The upright windscreen and wraparound side glass make the Hako Coupe hugely distinctive, while the interior is packed with monitors, configured for easy access to Bluetooth sharing as an early attempt at connectivity in a social setting.
It’s probably for the best that this thing never made it to production, but you’ve got to hand it to traditionally conservative Toyota for going out on a limb.
2008 Suzuki Kizashi 3
The Kizashi 3 concept gets through on a technicality, seeing as Suzuki did put the midsize Kizashi into production, but the concept version’s design (and the two concepts that preceded it) were really something else.
Apart from the chipmunk-tooth grille the rest of the design stands out for its restrained and flowing simplicity. Better still, under the bonnet lives a version of General Motors' 3.6-litre V6, another element that Suzuki never brought to the production car.
2016 Genesis New York Concept
As Hyundai prepared to spin its premium vehicle range into the stand-alone Genesis brand, the New York concept took centre stage as a tease of what to expect. While some of the themes made it through to the G70 sedan, the New York is an uncommon beauty.
Part thoroughbred performance car, part ultra-luxury express in its execution, the muscular exterior and contemporary interior showed that Genesis was serious about muscling in on a segment usually populated by Mercedes-Benz, BMW, Lexus and the like.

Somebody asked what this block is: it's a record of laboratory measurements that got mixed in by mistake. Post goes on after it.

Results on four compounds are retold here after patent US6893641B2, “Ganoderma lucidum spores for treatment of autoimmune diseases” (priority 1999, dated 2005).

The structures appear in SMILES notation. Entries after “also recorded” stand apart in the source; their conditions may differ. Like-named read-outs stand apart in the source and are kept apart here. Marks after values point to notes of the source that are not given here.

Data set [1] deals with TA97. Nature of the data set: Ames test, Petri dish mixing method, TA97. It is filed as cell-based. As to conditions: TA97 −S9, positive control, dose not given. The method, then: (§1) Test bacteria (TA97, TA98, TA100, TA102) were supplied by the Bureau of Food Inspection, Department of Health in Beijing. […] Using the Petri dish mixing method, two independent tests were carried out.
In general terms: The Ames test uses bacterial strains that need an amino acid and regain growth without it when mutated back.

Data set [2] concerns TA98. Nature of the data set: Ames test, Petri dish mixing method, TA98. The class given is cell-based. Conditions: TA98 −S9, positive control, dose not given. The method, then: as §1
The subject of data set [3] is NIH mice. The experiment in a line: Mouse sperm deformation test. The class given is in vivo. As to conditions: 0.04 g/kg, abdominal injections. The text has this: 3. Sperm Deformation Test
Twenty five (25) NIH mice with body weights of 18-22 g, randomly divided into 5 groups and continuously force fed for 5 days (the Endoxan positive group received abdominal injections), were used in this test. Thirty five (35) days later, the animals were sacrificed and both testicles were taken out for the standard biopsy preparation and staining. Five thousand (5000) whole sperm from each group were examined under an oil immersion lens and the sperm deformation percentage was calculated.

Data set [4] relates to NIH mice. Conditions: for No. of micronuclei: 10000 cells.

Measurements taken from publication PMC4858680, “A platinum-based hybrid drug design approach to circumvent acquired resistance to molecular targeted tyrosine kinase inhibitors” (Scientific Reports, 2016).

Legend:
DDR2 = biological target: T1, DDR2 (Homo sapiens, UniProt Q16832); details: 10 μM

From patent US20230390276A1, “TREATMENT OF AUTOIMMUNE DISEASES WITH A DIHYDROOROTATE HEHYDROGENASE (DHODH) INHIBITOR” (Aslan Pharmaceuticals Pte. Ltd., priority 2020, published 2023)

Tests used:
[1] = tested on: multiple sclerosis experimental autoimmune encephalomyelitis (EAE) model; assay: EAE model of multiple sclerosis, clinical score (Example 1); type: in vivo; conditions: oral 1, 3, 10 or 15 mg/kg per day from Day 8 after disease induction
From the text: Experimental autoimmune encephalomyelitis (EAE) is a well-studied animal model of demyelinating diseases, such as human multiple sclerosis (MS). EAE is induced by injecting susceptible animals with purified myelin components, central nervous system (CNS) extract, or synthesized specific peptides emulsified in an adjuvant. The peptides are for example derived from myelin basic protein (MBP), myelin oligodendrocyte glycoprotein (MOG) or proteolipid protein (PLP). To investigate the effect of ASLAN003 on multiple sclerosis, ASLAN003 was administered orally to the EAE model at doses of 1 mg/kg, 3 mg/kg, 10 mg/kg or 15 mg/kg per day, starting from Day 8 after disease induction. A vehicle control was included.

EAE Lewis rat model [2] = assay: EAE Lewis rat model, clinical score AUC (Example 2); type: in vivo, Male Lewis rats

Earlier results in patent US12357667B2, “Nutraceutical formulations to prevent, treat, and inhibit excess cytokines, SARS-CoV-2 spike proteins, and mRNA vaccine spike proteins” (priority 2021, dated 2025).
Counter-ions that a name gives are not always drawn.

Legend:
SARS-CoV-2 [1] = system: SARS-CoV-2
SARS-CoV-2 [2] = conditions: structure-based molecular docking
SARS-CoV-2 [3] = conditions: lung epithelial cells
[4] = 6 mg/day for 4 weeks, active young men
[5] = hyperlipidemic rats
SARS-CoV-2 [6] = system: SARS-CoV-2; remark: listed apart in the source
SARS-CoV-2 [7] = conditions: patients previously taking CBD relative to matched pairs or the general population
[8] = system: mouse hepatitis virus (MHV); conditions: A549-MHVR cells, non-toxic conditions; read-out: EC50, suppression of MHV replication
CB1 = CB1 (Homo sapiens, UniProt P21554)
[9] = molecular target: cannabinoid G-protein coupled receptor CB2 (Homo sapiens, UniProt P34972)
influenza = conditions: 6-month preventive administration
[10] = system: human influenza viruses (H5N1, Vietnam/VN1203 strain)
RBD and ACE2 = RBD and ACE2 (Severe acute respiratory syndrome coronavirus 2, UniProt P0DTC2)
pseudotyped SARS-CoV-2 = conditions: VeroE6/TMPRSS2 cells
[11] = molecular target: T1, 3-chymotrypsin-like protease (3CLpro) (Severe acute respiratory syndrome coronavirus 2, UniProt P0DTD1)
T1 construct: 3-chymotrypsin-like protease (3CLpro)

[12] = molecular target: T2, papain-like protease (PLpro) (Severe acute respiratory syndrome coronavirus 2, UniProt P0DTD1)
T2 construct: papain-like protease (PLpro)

Gorgeous copper detailing, a tech-fest interior, impossibly slim LED lighting units and twin-turbo V6 performance are just the icing in this concept cake.
2007 Chevrolet Groove, Beat, Trax
Chevrolet went small in size but big on numbers for the 2007 show, with a trio of compact concepts. The Beat went on to become the Spark for production, the Trax name appeared on an entirely different small SUV and the Groove simply disappeared.
The three-car set showed the GM still had a fun side, and the Trax in particular looked fresh and fun in a way its production counterpart never could, with a through-the-road hybrid system giving it the off-road ability to match its looks.
Chevrolet set up an online voting system to let the public decide which of the three would become a production reality, although we can’t help but think the Beat was already pencilled in as Chevrolet's small car option, with the other two simply being too fun for the General.
2005 Nissan Sport
I bet you weren’t expecting to see a Tiida on this list, were you? This isn't your nan's Tiida, however.
With Nissan acutely aware that the average age of Tiida buyers was in the zimmer frame range, the brand set about changing opinions with the Sport Concept (Tiida badging, or Versa as it was known in the US, was curiously absent).
Exaggerated angular forms, huge 20-inch wheels, and carbon fibre exterior detailing made the swoopy three-door a standout, so naturally Nissan turned its back on the concept and instead focussed on cranking out even more SUVs.
2017 Toyota FT-4X
Almost penned as the antithesis to the swoopy C-HR, the cubist-inspired FT-4X also went ultra-versatile with a multi-use interior that included a sleeping bag in the centre console and hot and cold storage in the tailgate.
Despite the ‘future Toyota’ name we’re still waiting to see where Toyota takes the FT-4X, but here’s hoping the compact off-roader finds a way into Toyota’s range.
What did you think of our list? Do you have any favourite New York concepts from the past that have stood out over time for you?